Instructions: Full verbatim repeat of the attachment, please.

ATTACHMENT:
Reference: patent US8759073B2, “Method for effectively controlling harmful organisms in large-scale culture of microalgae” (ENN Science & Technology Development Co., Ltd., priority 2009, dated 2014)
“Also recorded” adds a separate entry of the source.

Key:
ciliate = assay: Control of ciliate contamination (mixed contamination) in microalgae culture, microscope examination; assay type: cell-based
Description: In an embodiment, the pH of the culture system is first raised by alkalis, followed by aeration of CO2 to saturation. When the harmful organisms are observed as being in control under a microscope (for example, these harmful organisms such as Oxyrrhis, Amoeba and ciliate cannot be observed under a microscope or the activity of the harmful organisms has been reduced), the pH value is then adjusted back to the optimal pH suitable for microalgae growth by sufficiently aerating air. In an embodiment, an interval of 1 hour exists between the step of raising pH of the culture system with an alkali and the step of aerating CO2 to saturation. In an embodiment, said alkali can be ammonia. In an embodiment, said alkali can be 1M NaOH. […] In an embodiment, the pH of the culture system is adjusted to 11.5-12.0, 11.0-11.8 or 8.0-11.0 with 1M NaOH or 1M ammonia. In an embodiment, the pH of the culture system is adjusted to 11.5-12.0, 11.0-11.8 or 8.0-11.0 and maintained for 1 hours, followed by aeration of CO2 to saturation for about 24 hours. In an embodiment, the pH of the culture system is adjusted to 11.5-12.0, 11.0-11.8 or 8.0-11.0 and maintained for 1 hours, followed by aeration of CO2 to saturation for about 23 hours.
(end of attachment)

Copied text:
Reference: patent US8759073B2, “Method for effectively controlling harmful organisms in large-scale culture of microalgae” (ENN Science & Technology Development Co., Ltd., priority 2009, dated 2014)
“Also recorded” adds a separate entry of the source.

Key:
ciliate = assay: Control of ciliate contamination (mixed contamination) in microalgae culture, microscope examination; assay type: cell-based
Description: In an embodiment, the pH of the culture system is first raised by alkalis, followed by aeration of CO2 to saturation. When the harmful organisms are observed as being in control under a microscope (for example, these harmful organisms such as Oxyrrhis, Amoeba and ciliate cannot be observed under a microscope or the activity of the harmful organisms has been reduced), the pH value is then adjusted back to the optimal pH suitable for microalgae growth by sufficiently aerating air. In an embodiment, an interval of 1 hour exists between the step of raising pH of the culture system with an alkali and the step of aerating CO2 to saturation. In an embodiment, said alkali can be ammonia. In an embodiment, said alkali can be 1M NaOH. […] In an embodiment, the pH of the culture system is adjusted to 11.5-12.0, 11.0-11.8 or 8.0-11.0 with 1M NaOH or 1M ammonia. In an embodiment, the pH of the culture system is adjusted to 11.5-12.0, 11.0-11.8 or 8.0-11.0 and maintained for 1 hours, followed by aeration of CO2 to saturation for about 24 hours. In an embodiment, the pH of the culture system is adjusted to 11.5-12.0, 11.0-11.8 or 8.0-11.0 and maintained for 1 hours, followed by aeration of CO2 to saturation for about 23 hours.